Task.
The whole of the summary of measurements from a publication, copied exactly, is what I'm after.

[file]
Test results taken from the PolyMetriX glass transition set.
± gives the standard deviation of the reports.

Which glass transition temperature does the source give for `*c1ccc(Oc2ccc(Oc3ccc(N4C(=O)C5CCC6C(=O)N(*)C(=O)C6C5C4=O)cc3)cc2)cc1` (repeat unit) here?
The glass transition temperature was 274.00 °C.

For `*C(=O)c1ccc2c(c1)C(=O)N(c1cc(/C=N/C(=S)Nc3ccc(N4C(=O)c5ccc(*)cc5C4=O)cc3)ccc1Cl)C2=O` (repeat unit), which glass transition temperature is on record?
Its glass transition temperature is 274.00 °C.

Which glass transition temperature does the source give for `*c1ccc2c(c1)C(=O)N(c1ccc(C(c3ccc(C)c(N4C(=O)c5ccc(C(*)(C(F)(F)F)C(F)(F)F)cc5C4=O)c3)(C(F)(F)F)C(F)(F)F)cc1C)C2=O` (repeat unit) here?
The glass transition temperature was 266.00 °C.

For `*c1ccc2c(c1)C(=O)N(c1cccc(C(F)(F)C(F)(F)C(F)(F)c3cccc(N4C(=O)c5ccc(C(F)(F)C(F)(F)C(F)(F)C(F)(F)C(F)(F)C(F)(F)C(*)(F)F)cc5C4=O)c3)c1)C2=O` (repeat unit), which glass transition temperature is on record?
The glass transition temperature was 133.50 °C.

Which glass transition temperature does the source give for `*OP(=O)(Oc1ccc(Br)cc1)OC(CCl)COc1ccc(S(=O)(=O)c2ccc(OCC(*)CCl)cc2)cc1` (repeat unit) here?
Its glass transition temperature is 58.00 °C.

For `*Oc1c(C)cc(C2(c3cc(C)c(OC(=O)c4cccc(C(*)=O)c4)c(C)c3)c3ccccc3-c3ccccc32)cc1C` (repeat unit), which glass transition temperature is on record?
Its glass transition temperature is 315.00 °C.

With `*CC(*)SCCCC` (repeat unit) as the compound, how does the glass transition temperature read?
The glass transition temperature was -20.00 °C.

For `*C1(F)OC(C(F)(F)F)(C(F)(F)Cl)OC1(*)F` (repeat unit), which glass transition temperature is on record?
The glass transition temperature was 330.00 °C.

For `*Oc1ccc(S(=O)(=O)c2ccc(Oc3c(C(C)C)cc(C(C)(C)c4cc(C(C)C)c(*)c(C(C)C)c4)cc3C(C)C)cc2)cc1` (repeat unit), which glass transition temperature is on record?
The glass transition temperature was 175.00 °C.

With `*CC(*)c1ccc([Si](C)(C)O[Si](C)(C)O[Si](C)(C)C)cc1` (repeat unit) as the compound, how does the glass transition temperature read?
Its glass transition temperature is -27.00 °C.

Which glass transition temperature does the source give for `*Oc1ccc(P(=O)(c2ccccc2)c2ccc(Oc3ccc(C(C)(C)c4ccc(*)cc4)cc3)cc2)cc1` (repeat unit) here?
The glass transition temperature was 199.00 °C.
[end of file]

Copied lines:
Test results taken from the PolyMetriX glass transition set.
± gives the standard deviation of the reports.

Which glass transition temperature does the source give for `*c1ccc(Oc2ccc(Oc3ccc(N4C(=O)C5CCC6C(=O)N(*)C(=O)C6C5C4=O)cc3)cc2)cc1` (repeat unit) here?
The glass transition temperature was 274.00 °C.

For `*C(=O)c1ccc2c(c1)C(=O)N(c1cc(/C=N/C(=S)Nc3ccc(N4C(=O)c5ccc(*)cc5C4=O)cc3)ccc1Cl)C2=O` (repeat unit), which glass transition temperature is on record?
Its glass transition temperature is 274.00 °C.

Which glass transition temperature does the source give for `*c1ccc2c(c1)C(=O)N(c1ccc(C(c3ccc(C)c(N4C(=O)c5ccc(C(*)(C(F)(F)F)C(F)(F)F)cc5C4=O)c3)(C(F)(F)F)C(F)(F)F)cc1C)C2=O` (repeat unit) here?
The glass transition temperature was 266.00 °C.

For `*c1ccc2c(c1)C(=O)N(c1cccc(C(F)(F)C(F)(F)C(F)(F)c3cccc(N4C(=O)c5ccc(C(F)(F)C(F)(F)C(F)(F)C(F)(F)C(F)(F)C(F)(F)C(*)(F)F)cc5C4=O)c3)c1)C2=O` (repeat unit), which glass transition temperature is on record?
The glass transition temperature was 133.50 °C.

Which glass transition temperature does the source give for `*OP(=O)(Oc1ccc(Br)cc1)OC(CCl)COc1ccc(S(=O)(=O)c2ccc(OCC(*)CCl)cc2)cc1` (repeat unit) here?
Its glass transition temperature is 58.00 °C.

For `*Oc1c(C)cc(C2(c3cc(C)c(OC(=O)c4cccc(C(*)=O)c4)c(C)c3)c3ccccc3-c3ccccc32)cc1C` (repeat unit), which glass transition temperature is on record?
Its glass transition temperature is 315.00 °C.

With `*CC(*)SCCCC` (repeat unit) as the compound, how does the glass transition temperature read?
The glass transition temperature was -20.00 °C.

For `*C1(F)OC(C(F)(F)F)(C(F)(F)Cl)OC1(*)F` (repeat unit), which glass transition temperature is on record?
The glass transition temperature was 330.00 °C.

For `*Oc1ccc(S(=O)(=O)c2ccc(Oc3c(C(C)C)cc(C(C)(C)c4cc(C(C)C)c(*)c(C(C)C)c4)cc3C(C)C)cc2)cc1` (repeat unit), which glass transition temperature is on record?
The glass transition temperature was 175.00 °C.

With `*CC(*)c1ccc([Si](C)(C)O[Si](C)(C)O[Si](C)(C)C)cc1` (repeat unit) as the compound, how does the glass transition temperature read?
Its glass transition temperature is -27.00 °C.

Which glass transition temperature does the source give for `*Oc1ccc(P(=O)(c2ccccc2)c2ccc(Oc3ccc(C(C)(C)c4ccc(*)cc4)cc3)cc2)cc1` (repeat unit) here?
The glass transition temperature was 199.00 °C.